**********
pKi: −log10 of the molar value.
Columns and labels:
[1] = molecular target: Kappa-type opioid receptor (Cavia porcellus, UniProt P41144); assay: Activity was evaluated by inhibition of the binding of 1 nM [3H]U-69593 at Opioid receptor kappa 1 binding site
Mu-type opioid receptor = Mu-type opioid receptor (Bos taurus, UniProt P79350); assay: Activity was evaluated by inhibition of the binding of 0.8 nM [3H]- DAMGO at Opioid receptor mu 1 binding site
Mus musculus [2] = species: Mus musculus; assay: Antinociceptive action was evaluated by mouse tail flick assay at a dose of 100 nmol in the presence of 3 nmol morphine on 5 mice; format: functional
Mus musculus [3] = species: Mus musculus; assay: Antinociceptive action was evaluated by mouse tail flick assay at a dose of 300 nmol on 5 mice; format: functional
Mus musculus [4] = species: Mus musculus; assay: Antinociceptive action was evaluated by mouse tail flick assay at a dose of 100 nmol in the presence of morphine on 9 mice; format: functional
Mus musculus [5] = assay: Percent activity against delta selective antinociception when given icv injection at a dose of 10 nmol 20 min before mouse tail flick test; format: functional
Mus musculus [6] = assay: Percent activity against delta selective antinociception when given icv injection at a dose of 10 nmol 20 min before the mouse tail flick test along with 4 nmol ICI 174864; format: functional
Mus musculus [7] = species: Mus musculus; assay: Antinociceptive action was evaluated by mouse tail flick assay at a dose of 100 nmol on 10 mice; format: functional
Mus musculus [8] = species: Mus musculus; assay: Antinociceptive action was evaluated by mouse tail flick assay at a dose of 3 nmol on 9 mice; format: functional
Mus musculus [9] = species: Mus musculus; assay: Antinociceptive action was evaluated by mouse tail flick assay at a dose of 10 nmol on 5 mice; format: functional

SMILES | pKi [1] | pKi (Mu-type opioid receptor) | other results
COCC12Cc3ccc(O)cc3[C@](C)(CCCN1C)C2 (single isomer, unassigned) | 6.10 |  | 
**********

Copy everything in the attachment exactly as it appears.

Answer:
pKi: −log10 of the molar value.
Columns and labels:
[1] = molecular target: Kappa-type opioid receptor (Cavia porcellus, UniProt P41144); assay: Activity was evaluated by inhibition of the binding of 1 nM [3H]U-69593 at Opioid receptor kappa 1 binding site
Mu-type opioid receptor = Mu-type opioid receptor (Bos taurus, UniProt P79350); assay: Activity was evaluated by inhibition of the binding of 0.8 nM [3H]- DAMGO at Opioid receptor mu 1 binding site
Mus musculus [2] = species: Mus musculus; assay: Antinociceptive action was evaluated by mouse tail flick assay at a dose of 100 nmol in the presence of 3 nmol morphine on 5 mice; format: functional
Mus musculus [3] = species: Mus musculus; assay: Antinociceptive action was evaluated by mouse tail flick assay at a dose of 300 nmol on 5 mice; format: functional
Mus musculus [4] = species: Mus musculus; assay: Antinociceptive action was evaluated by mouse tail flick assay at a dose of 100 nmol in the presence of morphine on 9 mice; format: functional
Mus musculus [5] = assay: Percent activity against delta selective antinociception when given icv injection at a dose of 10 nmol 20 min before mouse tail flick test; format: functional
Mus musculus [6] = assay: Percent activity against delta selective antinociception when given icv injection at a dose of 10 nmol 20 min before the mouse tail flick test along with 4 nmol ICI 174864; format: functional
Mus musculus [7] = species: Mus musculus; assay: Antinociceptive action was evaluated by mouse tail flick assay at a dose of 100 nmol on 10 mice; format: functional
Mus musculus [8] = species: Mus musculus; assay: Antinociceptive action was evaluated by mouse tail flick assay at a dose of 3 nmol on 9 mice; format: functional
Mus musculus [9] = species: Mus musculus; assay: Antinociceptive action was evaluated by mouse tail flick assay at a dose of 10 nmol on 5 mice; format: functional

SMILES | pKi [1] | pKi (Mu-type opioid receptor) | other results
COCC12Cc3ccc(O)cc3[C@](C)(CCCN1C)C2 (single isomer, unassigned) | 6.10 |  | 